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“Reality is Not, I Believe, a Fixed Entity…”: Michael Madsen on Alien Encounter Doc, The Visit

The Visit

As a conceptual artist Michael Madsen doesn’t so much create nonfiction films as craft mind-blowing experiences, introducing even the most jaded of us docu-philes to people and places we’d no idea even existed. (Prior to IDFA 2010 I, for one, never knew about Finland’s nuclear waste storage facility Onkalo, the subject of Madsen’s Into Eternity and an underground cavern the size of a large city set for completion in the 22nd century.) In his latest The Visit the Danish director turns his attention and limitless imagination towards mankind’s first encounter with alien intelligent life. With the help of expert guides — an international array that includes military men, theologians, government spokesmen, and even scientists from the United Nations’ Office for Outer Space Affairs (yup, who knew?) — he takes us step by step through a hypothetical scenario both exhilarating and deeply humbling. Filmmaker was fortunate enough to speak with the philosophical polymath prior to the film’s U.S. premiere in Park City on Sunday, January 25 at the Prospector Theater.

Filmmaker: So I’ve been anxiously awaiting this follow-up since discovering your last mind-blowing art doc Into Eternity at IDFA four years ago. Like with that film I’m kicking myself for having had to watch it on screener rather than on the big screen. But I almost feel like even the big screen is too small a format for your work. You create immersive spectacles that require not just surround sound but practically scream for surround screens. So I’m wondering, why even work in the film medium? As a conceptual artist don’t you find it too constricting?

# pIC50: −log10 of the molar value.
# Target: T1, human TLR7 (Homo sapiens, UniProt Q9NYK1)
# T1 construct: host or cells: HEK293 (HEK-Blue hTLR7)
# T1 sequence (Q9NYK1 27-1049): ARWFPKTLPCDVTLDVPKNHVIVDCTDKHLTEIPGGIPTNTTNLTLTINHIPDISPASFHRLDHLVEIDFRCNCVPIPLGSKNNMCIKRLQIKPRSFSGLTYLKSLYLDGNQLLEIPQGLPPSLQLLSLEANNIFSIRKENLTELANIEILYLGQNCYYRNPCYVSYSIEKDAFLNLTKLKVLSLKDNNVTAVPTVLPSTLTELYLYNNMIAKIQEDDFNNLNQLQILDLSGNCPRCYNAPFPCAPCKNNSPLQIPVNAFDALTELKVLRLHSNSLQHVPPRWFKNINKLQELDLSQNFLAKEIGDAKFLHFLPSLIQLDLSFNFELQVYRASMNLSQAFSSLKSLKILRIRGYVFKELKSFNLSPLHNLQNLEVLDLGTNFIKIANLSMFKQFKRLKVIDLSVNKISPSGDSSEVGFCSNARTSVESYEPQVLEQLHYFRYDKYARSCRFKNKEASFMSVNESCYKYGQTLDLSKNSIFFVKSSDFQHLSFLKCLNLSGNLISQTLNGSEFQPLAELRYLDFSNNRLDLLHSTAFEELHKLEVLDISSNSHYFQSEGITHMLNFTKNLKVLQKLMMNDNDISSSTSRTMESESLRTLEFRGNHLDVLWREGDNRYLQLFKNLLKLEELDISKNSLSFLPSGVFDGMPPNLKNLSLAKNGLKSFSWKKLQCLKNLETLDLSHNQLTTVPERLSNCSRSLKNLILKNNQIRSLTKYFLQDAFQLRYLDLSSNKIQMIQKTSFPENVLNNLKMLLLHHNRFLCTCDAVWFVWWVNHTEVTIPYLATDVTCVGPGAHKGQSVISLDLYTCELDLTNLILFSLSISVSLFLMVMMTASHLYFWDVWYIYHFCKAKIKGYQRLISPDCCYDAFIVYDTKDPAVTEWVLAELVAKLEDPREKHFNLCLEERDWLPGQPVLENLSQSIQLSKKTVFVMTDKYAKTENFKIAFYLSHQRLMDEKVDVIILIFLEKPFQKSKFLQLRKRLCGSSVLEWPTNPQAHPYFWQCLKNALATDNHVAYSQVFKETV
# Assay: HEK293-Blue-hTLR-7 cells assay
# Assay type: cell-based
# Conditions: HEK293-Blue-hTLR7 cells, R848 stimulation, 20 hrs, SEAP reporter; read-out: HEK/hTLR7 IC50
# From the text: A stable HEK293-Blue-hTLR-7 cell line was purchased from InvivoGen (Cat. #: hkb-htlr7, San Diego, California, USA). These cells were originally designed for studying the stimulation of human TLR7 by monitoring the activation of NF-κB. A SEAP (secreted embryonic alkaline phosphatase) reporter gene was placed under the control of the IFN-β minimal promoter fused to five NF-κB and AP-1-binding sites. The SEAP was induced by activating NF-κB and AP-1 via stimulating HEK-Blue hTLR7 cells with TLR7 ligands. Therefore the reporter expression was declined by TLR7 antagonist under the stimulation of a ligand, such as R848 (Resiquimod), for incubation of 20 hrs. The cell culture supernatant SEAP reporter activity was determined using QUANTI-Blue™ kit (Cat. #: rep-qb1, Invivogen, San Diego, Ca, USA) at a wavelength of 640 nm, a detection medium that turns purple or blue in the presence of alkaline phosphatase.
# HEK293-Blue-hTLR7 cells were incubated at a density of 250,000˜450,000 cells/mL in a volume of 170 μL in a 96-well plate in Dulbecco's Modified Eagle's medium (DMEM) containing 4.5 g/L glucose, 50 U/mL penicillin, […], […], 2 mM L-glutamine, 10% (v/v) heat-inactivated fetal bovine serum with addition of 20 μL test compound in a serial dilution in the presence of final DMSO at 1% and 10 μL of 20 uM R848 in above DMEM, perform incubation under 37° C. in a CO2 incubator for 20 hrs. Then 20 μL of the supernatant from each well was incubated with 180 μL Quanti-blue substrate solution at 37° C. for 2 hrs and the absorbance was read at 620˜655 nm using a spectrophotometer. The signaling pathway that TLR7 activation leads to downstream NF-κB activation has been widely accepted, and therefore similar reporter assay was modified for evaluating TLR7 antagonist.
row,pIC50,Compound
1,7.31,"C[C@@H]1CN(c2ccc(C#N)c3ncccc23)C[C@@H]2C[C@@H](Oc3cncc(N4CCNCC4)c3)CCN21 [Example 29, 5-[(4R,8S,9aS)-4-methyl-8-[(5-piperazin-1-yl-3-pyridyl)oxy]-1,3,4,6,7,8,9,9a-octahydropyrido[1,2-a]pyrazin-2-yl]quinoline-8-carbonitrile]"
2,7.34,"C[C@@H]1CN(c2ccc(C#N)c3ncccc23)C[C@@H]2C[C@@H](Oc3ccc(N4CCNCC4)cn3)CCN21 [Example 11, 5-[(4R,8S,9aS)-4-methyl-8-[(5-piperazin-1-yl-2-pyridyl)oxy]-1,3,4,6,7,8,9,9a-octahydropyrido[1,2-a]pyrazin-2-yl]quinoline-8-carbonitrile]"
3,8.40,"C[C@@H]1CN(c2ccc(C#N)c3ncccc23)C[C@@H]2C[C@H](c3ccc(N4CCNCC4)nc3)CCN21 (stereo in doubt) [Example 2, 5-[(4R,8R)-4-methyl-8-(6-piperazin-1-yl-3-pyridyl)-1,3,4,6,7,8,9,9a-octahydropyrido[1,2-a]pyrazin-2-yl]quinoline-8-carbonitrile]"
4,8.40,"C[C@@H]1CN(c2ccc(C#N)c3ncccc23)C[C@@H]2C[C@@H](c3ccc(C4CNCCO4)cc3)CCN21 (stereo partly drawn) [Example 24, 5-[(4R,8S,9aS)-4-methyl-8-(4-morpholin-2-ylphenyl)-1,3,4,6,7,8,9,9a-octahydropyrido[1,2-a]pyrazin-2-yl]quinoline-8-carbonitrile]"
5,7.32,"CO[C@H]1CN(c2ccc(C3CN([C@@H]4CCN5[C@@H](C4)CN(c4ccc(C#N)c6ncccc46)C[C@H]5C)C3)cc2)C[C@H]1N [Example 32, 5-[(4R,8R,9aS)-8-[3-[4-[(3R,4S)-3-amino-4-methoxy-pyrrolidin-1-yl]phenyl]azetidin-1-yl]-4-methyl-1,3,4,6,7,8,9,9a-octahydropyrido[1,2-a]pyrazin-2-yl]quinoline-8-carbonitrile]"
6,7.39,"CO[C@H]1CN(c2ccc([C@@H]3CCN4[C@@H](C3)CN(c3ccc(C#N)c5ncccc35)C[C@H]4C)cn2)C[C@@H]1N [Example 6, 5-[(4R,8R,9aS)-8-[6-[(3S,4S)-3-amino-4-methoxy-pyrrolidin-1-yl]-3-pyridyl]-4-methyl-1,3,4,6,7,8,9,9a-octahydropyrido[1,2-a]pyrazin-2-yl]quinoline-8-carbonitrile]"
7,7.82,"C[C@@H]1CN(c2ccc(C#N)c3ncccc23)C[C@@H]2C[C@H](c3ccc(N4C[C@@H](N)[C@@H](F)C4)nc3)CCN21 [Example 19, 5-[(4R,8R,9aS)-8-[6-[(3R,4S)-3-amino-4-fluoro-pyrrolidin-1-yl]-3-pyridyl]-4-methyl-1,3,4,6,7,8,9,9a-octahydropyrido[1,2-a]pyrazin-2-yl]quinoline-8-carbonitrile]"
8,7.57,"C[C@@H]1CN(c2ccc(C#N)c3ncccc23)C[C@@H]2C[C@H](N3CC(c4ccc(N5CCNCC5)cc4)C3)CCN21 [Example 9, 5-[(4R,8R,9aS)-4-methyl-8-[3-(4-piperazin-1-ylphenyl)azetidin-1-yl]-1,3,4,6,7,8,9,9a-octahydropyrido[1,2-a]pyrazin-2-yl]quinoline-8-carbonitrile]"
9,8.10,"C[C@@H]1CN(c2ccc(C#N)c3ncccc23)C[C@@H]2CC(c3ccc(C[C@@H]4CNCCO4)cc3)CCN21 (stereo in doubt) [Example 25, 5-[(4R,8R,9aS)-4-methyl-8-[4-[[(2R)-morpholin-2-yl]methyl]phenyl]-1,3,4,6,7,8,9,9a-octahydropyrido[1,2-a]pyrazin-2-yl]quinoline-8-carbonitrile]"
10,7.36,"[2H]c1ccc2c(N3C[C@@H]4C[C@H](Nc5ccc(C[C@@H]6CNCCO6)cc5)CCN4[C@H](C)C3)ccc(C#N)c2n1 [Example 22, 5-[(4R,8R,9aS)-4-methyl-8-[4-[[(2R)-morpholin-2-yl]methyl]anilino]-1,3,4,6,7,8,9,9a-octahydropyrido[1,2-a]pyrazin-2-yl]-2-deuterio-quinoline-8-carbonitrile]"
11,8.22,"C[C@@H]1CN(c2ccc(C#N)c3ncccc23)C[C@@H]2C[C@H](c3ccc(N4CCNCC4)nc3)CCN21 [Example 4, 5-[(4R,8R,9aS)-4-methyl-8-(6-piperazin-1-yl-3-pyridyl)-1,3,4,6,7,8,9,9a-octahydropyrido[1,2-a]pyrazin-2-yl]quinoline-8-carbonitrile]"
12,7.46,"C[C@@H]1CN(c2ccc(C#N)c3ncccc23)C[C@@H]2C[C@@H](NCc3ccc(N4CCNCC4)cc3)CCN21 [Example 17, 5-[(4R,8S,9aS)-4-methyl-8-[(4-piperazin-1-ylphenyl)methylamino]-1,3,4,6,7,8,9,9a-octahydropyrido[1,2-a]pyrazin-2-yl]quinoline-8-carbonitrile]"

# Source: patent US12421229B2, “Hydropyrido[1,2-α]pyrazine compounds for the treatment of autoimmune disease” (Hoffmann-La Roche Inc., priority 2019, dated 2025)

Madsen: Well, this summer I co-developed and curated an exhibition on human happiness at a cultural museum in Denmark (for which I earlier created Denmark’s first 3D documentary, The Average of The Average, in 2011). The spatial aspect, the use of objects, and the “topography” — in a way, the tactile dramaturgy of a wandering audience — came into play. But film is interesting, I believe, because film is the mass media of our time in a wholly different sense from museums, etc. Film is, in a certain sense, what the world seems to be trained in watching. Even though I am not interested in the film medium as a carrier of mass entertainment, you can, I believe, use the medium as a kind of Trojan horse within the audience to create films about something more. Or put another way, sci-fi as a genre can be quite entertaining; yet the really good sci-fi always entertains the question about what reality really is. So what I am trying to say is, that I am very interested in genre in terms of reception, expectations, and prejudices already existing within an audience. Any film ultimately really plays out inside every individual spectator, fused within the imagery of your mind, memory, emotions, etc. For this reason, surround sound and such really should be secondary if one is able to make a, well, proper film for you to see for — and because of — yourself.

Filmmaker: Can you discuss the genesis of the film a bit? How did this idea even develop?

Madsen: The consequences of a direct encounter with alien intelligent life has always stood for me to be the ultimate event in human history. I simply cannot think of anything surpassing this. And I suppose that, in general, I search for this kind of “probe” to propel me into a general wondering about what this world, this present-day civilization in which I live, really is. Reality is not, I believe, a fixed entity, but is very, if not fully, dependent on how it is interpreted. (Think of the recent terror attacks in Paris. Someone understands this world very differently than I do, and must feel terribly threatened, perhaps precisely because everything is in flux.) And with The Visit I am very interested in the nature of human self-understanding, which will be the real ground zero for any such encounter to unfold. This potential loss of control — this sudden, explicit uncertainty caused by the presence of something from another world — is a very interesting blind angle with which to look at contemporary western life, I believe.